Tuesday Newspaper round up.

The boss of one of Britain’s taxpayer-owned banks is being lined up for a bonus of up to 1.5 million pounds for last year, refusing to follow the example set by his counterparts at RBS and Barclays, who have both waived their rights to a payout. António Horta-Osório, chief executive of Lloyds Banking Group, said that the final figure would be fixed at the end of the month and insisted that the bank would be “very mindful about the general environment in the UK financial services sector”. The payout is likely to anger MPs, amid mounting multibillion-pound costs to pay for misselling PPI and other insurance products, and the lack of clarity over when the bank will return to the private sector. [The Times]

George Osborne is forcing Royal Bank of Scotland to cut its bankers’ pay to ensure that taxpayers are not left to pick up the cost of the upcoming multimillion-pound fine for Libor rigging. The chancellor said his views had been made clear to the management of the bailed-out bank in an attempt to defuse public anger about the portion of the fine – which could amount to between £400m to £500m in total – that will be paid to the US authorities. “When it comes to RBS, I am clear that the bill for any US fine related to this investigation should on this occasion be paid for by the bankers, and not the taxpayer,” Osborne said. [The Guardian]

John Malone’s Liberty Global is preparing to make a bid for Virgin Media, the UK cable operator with an enterprise value of more than $20bn, in a deal that would mark the US billionaire’s biggest move yet into the UK and could set up a fresh clash with his former partner and rival Rupert Murdoch. A bid could be announced in the coming days, according to several people familiar with the situation, and would come more than five years after Liberty Global first considered buying Virgin Media, in which Sir Richard Branson’s Virgin Group still has a 3 per cent stake. A successful bid for the UK’s second-largest pay television operator would put Mr Malone in direct competition with market leader BSkyB, which is controlled by Mr Murdoch’s News Corp. Virgin Media also offers telecoms services.[Financial Times]

The credit ratings agencies have largely escaped sanction so far for their role as “key enablers” of the financial crisis, but that is expected to change this week when the US Department of Justice files charges against Standard & Poor’s. The agency said that it had received notification from the DoJ that charges would be brought for its alleged failure to properly rate risks associated with sub-prime mortgage products that were sold by the big banks. The DoJ’s decision pushed the share price of McGraw Hill, S&P’s owner, down 14 per cent, to $50.29 yesterday. [The Times]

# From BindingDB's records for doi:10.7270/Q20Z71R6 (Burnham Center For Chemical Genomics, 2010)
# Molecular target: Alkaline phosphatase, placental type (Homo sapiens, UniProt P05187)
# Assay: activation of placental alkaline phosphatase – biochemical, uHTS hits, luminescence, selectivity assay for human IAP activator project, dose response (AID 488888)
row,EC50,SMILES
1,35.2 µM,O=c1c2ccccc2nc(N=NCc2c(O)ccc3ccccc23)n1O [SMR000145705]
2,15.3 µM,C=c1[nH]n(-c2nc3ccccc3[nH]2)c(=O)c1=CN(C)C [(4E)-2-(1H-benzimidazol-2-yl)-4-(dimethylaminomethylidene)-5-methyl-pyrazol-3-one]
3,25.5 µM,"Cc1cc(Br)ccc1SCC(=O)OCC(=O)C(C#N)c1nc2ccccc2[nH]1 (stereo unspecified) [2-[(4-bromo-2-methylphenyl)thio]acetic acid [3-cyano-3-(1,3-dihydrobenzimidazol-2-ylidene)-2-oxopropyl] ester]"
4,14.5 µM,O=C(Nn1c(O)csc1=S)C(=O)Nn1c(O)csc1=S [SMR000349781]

Airlines have told the Chancellor they can help “drag Britain out of recession” if he abolishes Air Passenger Duty (APD) at next month’s Budget. Scrapping the controversial tax, which applies to all passengers flying from a UK airport, would deliver a 0.45pc boost to GDP within 12 months and could generate 60,000 jobs by 2020, according to a report commissioned by British Airways, easyJet, Ryanair and Virgin Atlantic. APD adds £13 to the cost of a short-haul flight, up from £5 in 2007, and as much as £92 in the case of long-haul. Airlines argue it acts as a major barrier to both tourism and potential investment in Britain. [The Telegraph]

Gavin Darby, the incoming chief executive of Premier Foods, lost no time in stamping his mark on the Hovis-maker, sacking his chief operating officer on his first day in the top job. Mr Darby, the former boss of Cable & Wireless Worldwide, announced Geoff Eaton would be leaving the company with immediate effect, despite the fact that he only joined the beleaguered food company in October. Mr Eaton, the former boss of food maker Uniq, will not be replaced, with Mr Darby expected to assume a large portion of his duties. [The Independent]

The UK economy is set to grow by just 0.7 per cent this year, according to the latest forecast from the National Institute of Economic and Social Research (NIESR). The forecast is well below that of the Chancellor’s official budget watchdog, the Office for Budget Responsibility, which sees growth of 1.2 per cent in 2013. For 2014 NIESR predicts growth of 1.5 per cent, versus the OBR forecast of a 2 per cent expansion. The think tank urged the Chancellor to adopt a new fiscal strategy to pep up the economy. “It remains our view that such a recovery would best be supported by a significant increase in public sector net investment, with looser fiscal policy in the short term while demand remains weak,” it said. [The Independent]

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